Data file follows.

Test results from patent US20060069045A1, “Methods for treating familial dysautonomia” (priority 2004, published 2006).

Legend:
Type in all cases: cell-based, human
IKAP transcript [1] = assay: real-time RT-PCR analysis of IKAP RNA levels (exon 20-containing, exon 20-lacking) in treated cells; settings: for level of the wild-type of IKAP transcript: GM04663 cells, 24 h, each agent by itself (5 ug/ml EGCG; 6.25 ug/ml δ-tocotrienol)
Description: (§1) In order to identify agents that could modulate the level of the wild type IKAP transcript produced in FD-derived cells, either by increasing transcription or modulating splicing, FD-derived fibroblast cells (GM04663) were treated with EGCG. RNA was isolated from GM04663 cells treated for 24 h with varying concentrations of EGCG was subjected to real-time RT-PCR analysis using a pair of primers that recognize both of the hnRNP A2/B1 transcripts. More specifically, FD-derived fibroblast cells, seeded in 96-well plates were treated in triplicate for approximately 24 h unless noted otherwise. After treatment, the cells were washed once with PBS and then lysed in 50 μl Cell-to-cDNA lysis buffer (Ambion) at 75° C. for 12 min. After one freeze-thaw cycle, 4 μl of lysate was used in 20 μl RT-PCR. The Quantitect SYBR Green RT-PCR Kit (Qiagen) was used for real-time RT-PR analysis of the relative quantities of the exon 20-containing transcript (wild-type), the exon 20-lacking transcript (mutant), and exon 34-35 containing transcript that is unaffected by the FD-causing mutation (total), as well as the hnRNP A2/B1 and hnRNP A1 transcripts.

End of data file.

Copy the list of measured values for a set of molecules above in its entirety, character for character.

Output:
Test results from patent US20060069045A1, “Methods for treating familial dysautonomia” (priority 2004, published 2006).

Legend:
Type in all cases: cell-based, human
IKAP transcript [1] = assay: real-time RT-PCR analysis of IKAP RNA levels (exon 20-containing, exon 20-lacking) in treated cells; settings: for level of the wild-type of IKAP transcript: GM04663 cells, 24 h, each agent by itself (5 ug/ml EGCG; 6.25 ug/ml δ-tocotrienol)
Description: (§1) In order to identify agents that could modulate the level of the wild type IKAP transcript produced in FD-derived cells, either by increasing transcription or modulating splicing, FD-derived fibroblast cells (GM04663) were treated with EGCG. RNA was isolated from GM04663 cells treated for 24 h with varying concentrations of EGCG was subjected to real-time RT-PCR analysis using a pair of primers that recognize both of the hnRNP A2/B1 transcripts. More specifically, FD-derived fibroblast cells, seeded in 96-well plates were treated in triplicate for approximately 24 h unless noted otherwise. After treatment, the cells were washed once with PBS and then lysed in 50 μl Cell-to-cDNA lysis buffer (Ambion) at 75° C. for 12 min. After one freeze-thaw cycle, 4 μl of lysate was used in 20 μl RT-PCR. The Quantitect SYBR Green RT-PCR Kit (Qiagen) was used for real-time RT-PR analysis of the relative quantities of the exon 20-containing transcript (wild-type), the exon 20-lacking transcript (mutant), and exon 34-35 containing transcript that is unaffected by the FD-causing mutation (total), as well as the hnRNP A2/B1 and hnRNP A1 transcripts.